The address of the real property is 404 North Kansas, Roswell, NM 88201. Plaintiff does not represent or warrant that the stated street address is the street address of the described property; if the street address does not match the legal description, then the property being sold herein is the property more particularly described above, not the property located at the street address; any prospective purchaser at the sale is given notice that it should verify the location and address of the property being sold. Said sale will be made pursuant to the judgment entered on July 13, 2011 in the above entitled and numbered cause, which was a suit to foreclose a mortgage held by the above Plaintiff and wherein Plaintiff was adjudged to have a lien against the above-described real estate in the sum of $45,757.07 plus interest from June 21, 2011 to the date of sale at the rate of 7.500% per annum, the costs of sale, including the Special Master's fee, publication costs, and Plaintiff's costs expended for taxes, insurance, and keeping the property in good repair. Plaintiff has the right to bid at such sale and submit its bid verbally or in writing. The Plaintiff may apply all or any part of its judgment to the purchase price in lieu of cash. At the date and time stated above, the Special Master may postpone the sale to such later date and time as the Special Master may specify. NOTICE IS FURTHER GIVEN that this sale may be subject to a bankruptcy filing, a pay off, a reinstatement or any other condition that would cause the cancellation of this sale. Further, if any of these conditions exist, at the time of sale, this sale will be null and void, the successful bidder's funds shall be returned, and the Special Master and the mortgagee giving this notice shall not be liable to the successful bidder for any damages. NOTICE IS FURTHER GIVEN that the real property and improvements concerned with herein will be sold subject to any and all patent reservations, easements, all recorded and unrecorded liens not foreclosed herein, and all recorded and unrecorded special assessments and taxes that may be due. Plaintiff and its attorneys disclaim all responsibility for, and the purchaser at the sale takes the property subject to, the valuation of the property by the County Assessor as real or personal property, affixture of any mobile or manufactured home to the land, deactivation of title to a mobile or manufactured home on the property, if any, environmental contamination on the property, if any, and zoning violations concerning the property, if any. NOTICE IS FURTHER GIVEN that the purchaser at such sale shall take title to the above-described real property subject to rights of redemption.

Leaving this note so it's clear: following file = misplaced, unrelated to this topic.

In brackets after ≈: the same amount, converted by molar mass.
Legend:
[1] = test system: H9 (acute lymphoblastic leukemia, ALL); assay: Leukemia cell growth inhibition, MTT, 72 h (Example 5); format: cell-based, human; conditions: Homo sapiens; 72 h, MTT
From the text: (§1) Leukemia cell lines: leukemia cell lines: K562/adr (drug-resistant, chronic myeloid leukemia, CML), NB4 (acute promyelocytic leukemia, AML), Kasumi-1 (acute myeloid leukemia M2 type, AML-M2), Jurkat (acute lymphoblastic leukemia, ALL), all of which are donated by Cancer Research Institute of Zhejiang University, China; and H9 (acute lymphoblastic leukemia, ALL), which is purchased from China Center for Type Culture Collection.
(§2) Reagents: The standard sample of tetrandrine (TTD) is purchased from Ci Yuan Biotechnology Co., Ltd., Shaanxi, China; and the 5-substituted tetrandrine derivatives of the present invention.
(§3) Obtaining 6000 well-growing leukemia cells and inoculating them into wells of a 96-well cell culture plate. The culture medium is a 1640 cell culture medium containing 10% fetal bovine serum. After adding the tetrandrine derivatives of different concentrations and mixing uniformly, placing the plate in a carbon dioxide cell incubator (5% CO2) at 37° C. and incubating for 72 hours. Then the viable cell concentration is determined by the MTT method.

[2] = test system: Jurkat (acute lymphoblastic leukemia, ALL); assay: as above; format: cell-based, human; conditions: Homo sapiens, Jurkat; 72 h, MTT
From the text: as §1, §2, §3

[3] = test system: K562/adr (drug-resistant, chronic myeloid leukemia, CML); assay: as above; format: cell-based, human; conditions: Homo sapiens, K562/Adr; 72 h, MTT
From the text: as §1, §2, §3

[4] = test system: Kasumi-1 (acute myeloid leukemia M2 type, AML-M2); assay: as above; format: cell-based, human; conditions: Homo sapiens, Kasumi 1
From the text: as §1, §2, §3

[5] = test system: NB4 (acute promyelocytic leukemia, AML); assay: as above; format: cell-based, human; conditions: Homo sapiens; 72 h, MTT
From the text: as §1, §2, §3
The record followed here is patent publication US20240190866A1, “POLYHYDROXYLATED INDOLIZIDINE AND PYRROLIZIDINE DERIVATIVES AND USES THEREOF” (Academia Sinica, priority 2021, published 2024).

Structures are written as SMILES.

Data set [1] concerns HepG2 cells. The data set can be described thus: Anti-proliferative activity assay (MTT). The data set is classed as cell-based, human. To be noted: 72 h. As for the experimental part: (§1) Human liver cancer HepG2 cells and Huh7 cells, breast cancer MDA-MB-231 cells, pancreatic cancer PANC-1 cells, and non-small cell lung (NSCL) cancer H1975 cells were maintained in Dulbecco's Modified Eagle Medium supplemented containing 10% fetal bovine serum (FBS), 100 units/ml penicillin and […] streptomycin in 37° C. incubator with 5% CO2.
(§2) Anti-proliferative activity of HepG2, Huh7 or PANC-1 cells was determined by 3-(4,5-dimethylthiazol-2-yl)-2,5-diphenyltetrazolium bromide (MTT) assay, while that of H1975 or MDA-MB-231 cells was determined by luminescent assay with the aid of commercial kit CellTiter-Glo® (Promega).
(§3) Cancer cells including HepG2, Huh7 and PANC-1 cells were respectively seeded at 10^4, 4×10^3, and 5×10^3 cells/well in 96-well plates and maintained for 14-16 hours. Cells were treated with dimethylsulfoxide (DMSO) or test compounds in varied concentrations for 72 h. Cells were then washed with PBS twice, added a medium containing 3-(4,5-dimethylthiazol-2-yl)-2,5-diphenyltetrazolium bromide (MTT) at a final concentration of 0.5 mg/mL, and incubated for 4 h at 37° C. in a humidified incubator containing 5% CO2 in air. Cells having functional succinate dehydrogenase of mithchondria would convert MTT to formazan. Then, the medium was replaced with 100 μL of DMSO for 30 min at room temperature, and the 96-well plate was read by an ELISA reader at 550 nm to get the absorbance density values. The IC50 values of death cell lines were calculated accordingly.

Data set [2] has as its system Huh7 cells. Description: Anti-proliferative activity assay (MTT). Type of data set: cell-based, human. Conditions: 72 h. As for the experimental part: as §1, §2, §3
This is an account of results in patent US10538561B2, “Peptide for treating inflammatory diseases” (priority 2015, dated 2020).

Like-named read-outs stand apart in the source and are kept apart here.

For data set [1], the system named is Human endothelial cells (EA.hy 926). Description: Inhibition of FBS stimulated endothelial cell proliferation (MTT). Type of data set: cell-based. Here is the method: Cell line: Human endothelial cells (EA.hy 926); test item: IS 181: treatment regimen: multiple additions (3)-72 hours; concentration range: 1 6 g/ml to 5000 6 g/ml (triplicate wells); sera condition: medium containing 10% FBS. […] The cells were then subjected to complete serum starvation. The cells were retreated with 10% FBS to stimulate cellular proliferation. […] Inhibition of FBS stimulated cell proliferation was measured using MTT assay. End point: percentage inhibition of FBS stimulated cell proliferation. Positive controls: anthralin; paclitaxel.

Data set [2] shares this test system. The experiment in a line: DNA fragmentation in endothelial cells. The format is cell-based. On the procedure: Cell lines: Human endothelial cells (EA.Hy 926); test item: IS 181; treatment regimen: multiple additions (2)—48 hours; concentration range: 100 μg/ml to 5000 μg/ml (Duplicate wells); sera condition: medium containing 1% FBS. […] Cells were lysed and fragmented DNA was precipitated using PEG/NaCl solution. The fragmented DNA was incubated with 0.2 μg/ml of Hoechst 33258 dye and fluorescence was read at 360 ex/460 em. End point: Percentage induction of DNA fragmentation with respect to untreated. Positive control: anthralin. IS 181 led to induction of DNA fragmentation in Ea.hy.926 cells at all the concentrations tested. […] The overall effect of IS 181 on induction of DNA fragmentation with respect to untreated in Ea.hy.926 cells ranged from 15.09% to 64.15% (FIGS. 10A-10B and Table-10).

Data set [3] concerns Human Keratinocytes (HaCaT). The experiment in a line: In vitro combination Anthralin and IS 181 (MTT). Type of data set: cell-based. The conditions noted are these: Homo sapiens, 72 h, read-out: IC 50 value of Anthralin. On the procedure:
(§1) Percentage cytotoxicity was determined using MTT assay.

_______________________ Jeffrey Lake Special Master Southwest Support Group 20 First Plaza NW, Suite #20 Albuquerque, NM 87102
NOTICE IS HEREBY GIVEN that the undersigned Special Master will on October 12, 2011 at 11:00 AM, the West steps entrance of the Chaves County Courthouse, 400 N. Virginia, sell and convey to the highest bidder for cash all the right, title, and interest of the above-named defendants in and to the following described real estate located in said County and State:
Lot 18, Bock 2 of Yucca Subdivision, in the City of Roswell, County of CHAVES and State of New Mexico, as shown on the Official Plat recorded December 9, 1947 in Plat Book B, Page 88, Real Property Records of CHAVES County, New Mexico.
Case No. D-504-CV-201000464
KEVIN L. WOODY AND ANDREA C. WOODY, Defendant(s).
NOTICE OF SALE
NOTICE IS HEREBY GIVEN that the undersigned Special Master will on September 28, 2011 at 11:30 AM, the West steps entrance of the Chaves County Courthouse, 400 N. Virginia, sell and convey to the highest bidder for cash all the right, title, and interest of the above-named defendants in and to the following described real estate located in said County and State: Lot 8, Block 1 of Amended Plat of West View Subdivision, in the City of Roswell, County of CHAVES and State of New Mexico, as shown on the Official Plat recorded June 23, 1953 in Plat Book B, Page 190, Real Property Records of CHAVES County, New Mexico.